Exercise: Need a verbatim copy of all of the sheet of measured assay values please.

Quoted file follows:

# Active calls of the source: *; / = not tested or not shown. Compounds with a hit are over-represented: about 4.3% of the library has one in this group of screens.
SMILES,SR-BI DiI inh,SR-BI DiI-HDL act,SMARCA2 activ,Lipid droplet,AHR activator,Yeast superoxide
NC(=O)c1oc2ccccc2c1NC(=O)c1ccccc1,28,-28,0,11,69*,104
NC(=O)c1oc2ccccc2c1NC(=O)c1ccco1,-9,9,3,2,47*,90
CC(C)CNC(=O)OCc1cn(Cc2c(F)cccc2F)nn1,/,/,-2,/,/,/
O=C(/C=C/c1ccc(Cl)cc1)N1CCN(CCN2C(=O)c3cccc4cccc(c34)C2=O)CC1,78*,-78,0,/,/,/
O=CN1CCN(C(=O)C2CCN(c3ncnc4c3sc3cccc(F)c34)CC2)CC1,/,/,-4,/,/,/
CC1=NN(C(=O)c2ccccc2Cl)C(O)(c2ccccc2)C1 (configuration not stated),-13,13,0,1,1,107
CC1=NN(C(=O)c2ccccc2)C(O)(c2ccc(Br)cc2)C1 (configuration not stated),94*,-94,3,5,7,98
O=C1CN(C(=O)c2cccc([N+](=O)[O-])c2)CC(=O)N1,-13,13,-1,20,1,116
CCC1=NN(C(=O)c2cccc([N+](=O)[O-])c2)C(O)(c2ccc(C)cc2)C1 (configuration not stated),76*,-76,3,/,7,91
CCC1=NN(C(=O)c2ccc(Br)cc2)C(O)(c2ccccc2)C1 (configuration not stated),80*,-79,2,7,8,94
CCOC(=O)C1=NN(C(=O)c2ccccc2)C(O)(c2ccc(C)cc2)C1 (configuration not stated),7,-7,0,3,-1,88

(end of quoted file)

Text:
# Active calls of the source: *; / = not tested or not shown. Compounds with a hit are over-represented: about 4.3% of the library has one in this group of screens.
SMILES,SR-BI DiI inh,SR-BI DiI-HDL act,SMARCA2 activ,Lipid droplet,AHR activator,Yeast superoxide
NC(=O)c1oc2ccccc2c1NC(=O)c1ccccc1,28,-28,0,11,69*,104
NC(=O)c1oc2ccccc2c1NC(=O)c1ccco1,-9,9,3,2,47*,90
CC(C)CNC(=O)OCc1cn(Cc2c(F)cccc2F)nn1,/,/,-2,/,/,/
O=C(/C=C/c1ccc(Cl)cc1)N1CCN(CCN2C(=O)c3cccc4cccc(c34)C2=O)CC1,78*,-78,0,/,/,/
O=CN1CCN(C(=O)C2CCN(c3ncnc4c3sc3cccc(F)c34)CC2)CC1,/,/,-4,/,/,/
CC1=NN(C(=O)c2ccccc2Cl)C(O)(c2ccccc2)C1 (configuration not stated),-13,13,0,1,1,107
CC1=NN(C(=O)c2ccccc2)C(O)(c2ccc(Br)cc2)C1 (configuration not stated),94*,-94,3,5,7,98
O=C1CN(C(=O)c2cccc([N+](=O)[O-])c2)CC(=O)N1,-13,13,-1,20,1,116
CCC1=NN(C(=O)c2cccc([N+](=O)[O-])c2)C(O)(c2ccc(C)cc2)C1 (configuration not stated),76*,-76,3,/,7,91
CCC1=NN(C(=O)c2ccc(Br)cc2)C(O)(c2ccccc2)C1 (configuration not stated),80*,-79,2,7,8,94
CCOC(=O)C1=NN(C(=O)c2ccccc2)C(O)(c2ccc(C)cc2)C1 (configuration not stated),7,-7,0,3,-1,88